Tuesday, August 30, 2011

America, Land of the Free

Your friendly police understand your role as a citizen. It is to "go away". You have no rights to observe police in action no matter where you stand. The police want do be able to "do their thing" in the dark without the public having any oversight. This is of course for "your protection" because everybody knows that corruption only happens in the bright sunlight with an active press. So this policeman is a shining example of modern American police at work:

Sadly, the post 9/11 world is one that the framers of the American Constitution, and especially of the Bill of Rights, simply wouldn't recognize. And this noble achievement was done to make Americans "safe". Safe from knowledge of everything. Now you can only "trust" that public officials are doing the right thing and keeping the public good uppermost in their mind. You no longer have the right to observe or question authority. Your job is simply to ask "how high" when they say "jump!".

From the annotation attached to this YouTube video:
This was the end of a police chase and the Sgt. doesn't want video coverage from a credentialed member of the press. The photog asks how far to move back but the sgt. says no you can't shoot it at all. Notice the road is open to traffic, there are people without a camera that are standing there and even some kids walk straight through the scene. The photog moves a block away and shoots from the next street over and that's when he's arrested and charged with Obstruction of Governmental Administration....how can you obstruct from a block away.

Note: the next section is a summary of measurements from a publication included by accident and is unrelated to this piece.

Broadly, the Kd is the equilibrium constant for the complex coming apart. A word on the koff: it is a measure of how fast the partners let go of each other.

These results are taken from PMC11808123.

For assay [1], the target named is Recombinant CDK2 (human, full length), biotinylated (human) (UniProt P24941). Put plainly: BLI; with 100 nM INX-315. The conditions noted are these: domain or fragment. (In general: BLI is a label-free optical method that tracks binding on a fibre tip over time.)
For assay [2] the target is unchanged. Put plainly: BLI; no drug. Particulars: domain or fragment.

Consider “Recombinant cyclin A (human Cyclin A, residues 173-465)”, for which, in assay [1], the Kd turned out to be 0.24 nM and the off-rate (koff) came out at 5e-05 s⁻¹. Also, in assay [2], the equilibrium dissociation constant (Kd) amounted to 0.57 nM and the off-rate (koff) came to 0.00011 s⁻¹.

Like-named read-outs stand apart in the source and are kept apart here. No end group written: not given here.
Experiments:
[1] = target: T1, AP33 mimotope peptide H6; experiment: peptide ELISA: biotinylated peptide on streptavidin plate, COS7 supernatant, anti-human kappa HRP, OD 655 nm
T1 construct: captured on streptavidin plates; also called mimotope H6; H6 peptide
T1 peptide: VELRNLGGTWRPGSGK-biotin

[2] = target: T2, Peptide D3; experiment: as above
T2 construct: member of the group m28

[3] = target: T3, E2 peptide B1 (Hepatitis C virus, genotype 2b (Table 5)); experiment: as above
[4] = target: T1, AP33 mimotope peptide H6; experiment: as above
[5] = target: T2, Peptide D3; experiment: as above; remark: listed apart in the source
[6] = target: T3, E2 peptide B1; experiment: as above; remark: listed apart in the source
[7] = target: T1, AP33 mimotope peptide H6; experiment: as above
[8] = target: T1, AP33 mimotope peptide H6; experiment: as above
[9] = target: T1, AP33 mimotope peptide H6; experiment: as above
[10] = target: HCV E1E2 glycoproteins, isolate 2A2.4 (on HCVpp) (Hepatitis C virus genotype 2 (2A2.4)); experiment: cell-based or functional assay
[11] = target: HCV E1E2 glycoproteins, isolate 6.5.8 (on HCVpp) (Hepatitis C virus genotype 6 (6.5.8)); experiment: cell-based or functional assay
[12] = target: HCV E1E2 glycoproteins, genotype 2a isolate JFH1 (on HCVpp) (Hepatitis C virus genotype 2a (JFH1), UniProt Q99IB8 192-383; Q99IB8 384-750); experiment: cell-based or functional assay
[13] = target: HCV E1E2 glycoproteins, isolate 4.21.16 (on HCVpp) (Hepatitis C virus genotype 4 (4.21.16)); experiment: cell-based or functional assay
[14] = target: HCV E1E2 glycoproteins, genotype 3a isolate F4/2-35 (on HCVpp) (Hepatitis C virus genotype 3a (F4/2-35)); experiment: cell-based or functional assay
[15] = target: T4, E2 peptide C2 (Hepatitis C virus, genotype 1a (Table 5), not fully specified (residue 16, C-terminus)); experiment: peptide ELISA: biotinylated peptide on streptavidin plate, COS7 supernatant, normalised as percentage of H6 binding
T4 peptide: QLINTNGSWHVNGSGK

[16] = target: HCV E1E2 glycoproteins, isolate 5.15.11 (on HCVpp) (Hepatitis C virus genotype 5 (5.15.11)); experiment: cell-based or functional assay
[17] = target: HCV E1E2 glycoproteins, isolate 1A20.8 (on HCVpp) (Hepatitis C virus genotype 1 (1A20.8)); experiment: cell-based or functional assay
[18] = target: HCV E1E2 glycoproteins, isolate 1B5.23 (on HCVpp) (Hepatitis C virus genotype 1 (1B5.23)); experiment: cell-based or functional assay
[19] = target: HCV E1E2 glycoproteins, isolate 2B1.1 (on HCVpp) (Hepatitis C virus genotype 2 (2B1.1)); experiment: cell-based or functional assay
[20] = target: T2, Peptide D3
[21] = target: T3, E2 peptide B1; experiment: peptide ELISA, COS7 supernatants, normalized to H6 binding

Update 2011aug31: And here is a fellow who faces 75 years in jail for using a camera to observe the public servants, the police, in action...

Clearly, the only reason for such draconian punishment is because the police want the cloak of "security" to hide their crimes.

Update 2011sep09: Here is technology to enable police recording while disguising the fact that you are recording and hiding your identity when you upload. It is part of a citizen-based initiative, OpenWatch, to enable transparency in government:

For a discussion of your rights to record the police, go read this article in the Washington Examiner written by Glenn Harlan Reynolds, Beauchamp Brogan Distinguished Professor of Law at the University of Tennessee, and is best known for his weblog, Instapundit, one of the most widely read American political weblogs.

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